The basis of Troons theory about a row on the trip to Washington was the testimony of Dr

    Oukos brother, Barrak Mbajah, and the later testimony of his sister Dorothy Randiak (inher third statement made on April 11th) together with her alleged conversations with Troon.

    Troons theory that the Kisumu Molasses Project and a possible Corruption Reportlinked to it, might have provided a motive for murder, was based on a file of allegationshanded to Scotland Yard apparently at the direction of President Daniel arap Moi,allegations made by a Domenico Airaghi and to a greater extent a Marianne Briner-Mattern, who said they were directors of BAK International, a company based inSwitzerland that had tendered to Ouko when he was Minister for Industry to re-start theMolasses Project in Kisumu.

    Troon's took a witness statement from Briner-Mattern on the 22nd March, some five daysafter his team had received the file from the Kenyan ambassador to Switzerland, asdirected by His Excellency, on the 17th March.


    Troons first theory as to the motives for Dr Oukos murder was that a dispute hadoccurred on the Washington Trip, the private presidential visit to the United States ofAmerica between the 27th January and 4th February 1990.

    In Troons Final Report he surmised that, Throughout the enquiry strong indications havebeen given of some form of serious disagreement between Dr Ouko and Mr Biwott duringthe Washington Trip. Whilst factual allegation is somewhat tenuous, there is on the other

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    hand, strong evidence from many witnesses, including family, of Dr Oukos concern, worryand pensive attitude directly on his return from Washington [TFR para 142].

    Troon also gave the source of the allegations as not just Dr Oukos brother and sister. Hestated, The allegations are hearsay and have come mainly from Barrak Mbajah [DrOukos brother] and Mrs Randiak [Dr Oukos sister] during the course of conversations

    with two independent officials, one of which was present on the visit [TFR para 217].

    The independent officials Troon was referring to were Bethuel Kiplagat and Mr Oddenyofrom the Ministry of Foreign Affairs. Troon added that the allegations was supported byalleged conversations Dr Ouko had with his sister Dorothy [Randiak] and his solicitor MrOraro [TFR para 217].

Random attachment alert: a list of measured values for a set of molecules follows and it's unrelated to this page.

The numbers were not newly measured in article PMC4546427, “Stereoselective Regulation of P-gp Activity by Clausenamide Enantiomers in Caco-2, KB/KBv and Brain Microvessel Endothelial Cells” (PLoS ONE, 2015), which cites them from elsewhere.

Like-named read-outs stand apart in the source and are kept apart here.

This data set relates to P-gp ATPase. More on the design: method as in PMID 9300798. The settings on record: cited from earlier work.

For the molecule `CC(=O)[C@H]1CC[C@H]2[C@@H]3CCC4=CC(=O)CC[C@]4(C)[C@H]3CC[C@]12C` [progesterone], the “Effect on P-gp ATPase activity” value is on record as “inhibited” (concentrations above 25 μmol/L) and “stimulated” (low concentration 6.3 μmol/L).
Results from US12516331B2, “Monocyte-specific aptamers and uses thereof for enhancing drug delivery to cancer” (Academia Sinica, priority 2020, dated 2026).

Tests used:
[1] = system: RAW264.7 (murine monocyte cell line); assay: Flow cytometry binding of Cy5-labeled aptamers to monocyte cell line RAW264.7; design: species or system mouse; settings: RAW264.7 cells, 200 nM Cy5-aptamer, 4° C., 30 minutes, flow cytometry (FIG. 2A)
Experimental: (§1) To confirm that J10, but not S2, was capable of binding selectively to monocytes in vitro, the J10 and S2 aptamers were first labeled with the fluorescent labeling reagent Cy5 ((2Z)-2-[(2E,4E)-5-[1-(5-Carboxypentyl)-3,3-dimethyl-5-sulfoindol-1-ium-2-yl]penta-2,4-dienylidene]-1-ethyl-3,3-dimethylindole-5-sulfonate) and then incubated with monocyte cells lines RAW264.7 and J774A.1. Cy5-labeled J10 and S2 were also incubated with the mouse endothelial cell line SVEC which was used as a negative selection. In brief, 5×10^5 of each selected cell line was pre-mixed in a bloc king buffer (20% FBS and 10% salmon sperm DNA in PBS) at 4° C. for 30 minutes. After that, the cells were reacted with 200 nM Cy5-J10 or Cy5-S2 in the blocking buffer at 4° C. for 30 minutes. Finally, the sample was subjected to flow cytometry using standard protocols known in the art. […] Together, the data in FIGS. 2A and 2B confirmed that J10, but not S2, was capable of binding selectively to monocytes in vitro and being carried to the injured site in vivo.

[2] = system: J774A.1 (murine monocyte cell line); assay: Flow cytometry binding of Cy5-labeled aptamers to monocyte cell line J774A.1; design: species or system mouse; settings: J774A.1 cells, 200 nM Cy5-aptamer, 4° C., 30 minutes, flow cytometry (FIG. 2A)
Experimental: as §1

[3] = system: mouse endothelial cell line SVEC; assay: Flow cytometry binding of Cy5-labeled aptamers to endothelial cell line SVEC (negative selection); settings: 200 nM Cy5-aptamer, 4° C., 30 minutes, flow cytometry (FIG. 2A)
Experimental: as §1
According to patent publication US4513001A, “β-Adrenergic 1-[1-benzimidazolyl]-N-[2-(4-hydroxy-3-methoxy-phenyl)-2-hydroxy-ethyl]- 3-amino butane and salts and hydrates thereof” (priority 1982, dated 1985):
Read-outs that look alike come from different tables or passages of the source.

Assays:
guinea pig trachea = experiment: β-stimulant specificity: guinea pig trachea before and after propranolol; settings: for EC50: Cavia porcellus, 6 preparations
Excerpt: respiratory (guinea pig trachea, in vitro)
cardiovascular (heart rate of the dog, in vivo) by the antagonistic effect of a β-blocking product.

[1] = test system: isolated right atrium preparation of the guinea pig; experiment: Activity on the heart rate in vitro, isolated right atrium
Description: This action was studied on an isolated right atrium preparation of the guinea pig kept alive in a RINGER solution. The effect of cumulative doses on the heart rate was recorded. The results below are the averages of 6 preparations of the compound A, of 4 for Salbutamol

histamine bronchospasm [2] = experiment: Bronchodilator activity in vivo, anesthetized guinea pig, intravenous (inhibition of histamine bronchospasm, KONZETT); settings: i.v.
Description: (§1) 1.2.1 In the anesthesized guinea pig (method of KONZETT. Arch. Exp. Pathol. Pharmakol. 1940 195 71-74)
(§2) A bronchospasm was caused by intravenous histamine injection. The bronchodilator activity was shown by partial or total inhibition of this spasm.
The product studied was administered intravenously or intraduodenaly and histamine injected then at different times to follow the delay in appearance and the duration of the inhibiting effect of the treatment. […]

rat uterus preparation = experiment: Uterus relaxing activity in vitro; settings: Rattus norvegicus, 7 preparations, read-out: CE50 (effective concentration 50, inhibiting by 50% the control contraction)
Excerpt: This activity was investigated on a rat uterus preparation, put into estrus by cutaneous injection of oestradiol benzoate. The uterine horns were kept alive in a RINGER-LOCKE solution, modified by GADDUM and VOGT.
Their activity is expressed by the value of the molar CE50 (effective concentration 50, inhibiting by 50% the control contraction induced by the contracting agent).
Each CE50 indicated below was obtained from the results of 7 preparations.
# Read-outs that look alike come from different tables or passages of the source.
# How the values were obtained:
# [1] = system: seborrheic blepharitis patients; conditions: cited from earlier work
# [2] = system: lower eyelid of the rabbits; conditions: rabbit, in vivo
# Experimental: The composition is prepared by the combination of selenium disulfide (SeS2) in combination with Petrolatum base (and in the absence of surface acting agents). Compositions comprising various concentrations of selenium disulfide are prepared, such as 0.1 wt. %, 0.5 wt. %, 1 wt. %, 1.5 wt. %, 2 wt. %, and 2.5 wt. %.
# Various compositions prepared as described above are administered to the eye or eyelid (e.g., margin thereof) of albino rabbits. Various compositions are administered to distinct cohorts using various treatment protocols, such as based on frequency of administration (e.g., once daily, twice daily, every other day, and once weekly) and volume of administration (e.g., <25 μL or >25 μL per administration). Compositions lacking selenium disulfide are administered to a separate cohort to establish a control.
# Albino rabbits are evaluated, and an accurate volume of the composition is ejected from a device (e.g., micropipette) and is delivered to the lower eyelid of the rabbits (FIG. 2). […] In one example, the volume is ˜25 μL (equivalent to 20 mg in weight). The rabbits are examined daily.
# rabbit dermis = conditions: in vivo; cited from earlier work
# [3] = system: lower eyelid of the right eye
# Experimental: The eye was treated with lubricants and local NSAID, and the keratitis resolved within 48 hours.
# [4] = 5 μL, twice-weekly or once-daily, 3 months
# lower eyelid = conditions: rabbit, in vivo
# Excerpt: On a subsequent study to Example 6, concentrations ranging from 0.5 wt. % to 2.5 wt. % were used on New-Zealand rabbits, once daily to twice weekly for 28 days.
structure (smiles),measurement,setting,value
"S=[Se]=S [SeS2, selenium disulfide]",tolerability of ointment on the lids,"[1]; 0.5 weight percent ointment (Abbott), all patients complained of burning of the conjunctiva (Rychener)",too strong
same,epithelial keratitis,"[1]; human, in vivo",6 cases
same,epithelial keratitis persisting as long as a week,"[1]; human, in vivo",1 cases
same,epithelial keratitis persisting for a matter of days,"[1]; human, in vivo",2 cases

Troon reiterated later in his report that, There is tenuous evidence both factual andcircumstantial that some form of dispute or disagreement took place in Washington[TFRpara 274].

    The testimony that gave rise to the Washington Trip allegations were made by EstonBarrack Mbajah and Dorothy Randiak on the basis of their recollections of conversationsthey said they had with Bethuel Kiplagat and Malaki Oddenyo, respectively PermanentSecretary and Director of Information in the Ministry of Foreign Affairs (Dr Oukos Ministry).

    Barrack Mbajah made a lengthy witness statement on 31 March 1990. In July 1991 he fledto the United States just before he was due to give evidence to the Judicial Inquiry andsubsequently released an affidavit 23rd September 1991.

    In his witness statement of 31 March Barrack Mbajah claimed that just before Dr Oukos

    funeral President Moi, Hezekiah Oyugi and Malacki Oddenyo, called at Oukos Loreshohome in Nairobi. Mbajah alleged that Oddenyo told him that during the Washington trip

    the US President, Mr Bush, did not want to meet President Moi because the nature of theKenya Delegation was not a state visit. Barrack also stated that at some stage Dr Oukodid appear on US television at a press conference.

    He then alleged that Oddenyo told him that Dr Ouko did have a private meeting withPresident Bush with the knowledge of President Moi. This action apparently so infuriatedMr Biwott that there had been exchanges between the two ministers, which on their returnto Kenya caused Dr Ouko to have a meeting with President Moi, the latter giving Dr Oukosome time off to rest [TFR paras 78-80].

    In his affidavit of 23rd September 1991 Dr Oukos brother Barrack further alleged that onhis return from America Dr Ouko was suspended as a Minister by Moi, his securityremoved, his passport had been taken from him and he had been banished to his Korufarm.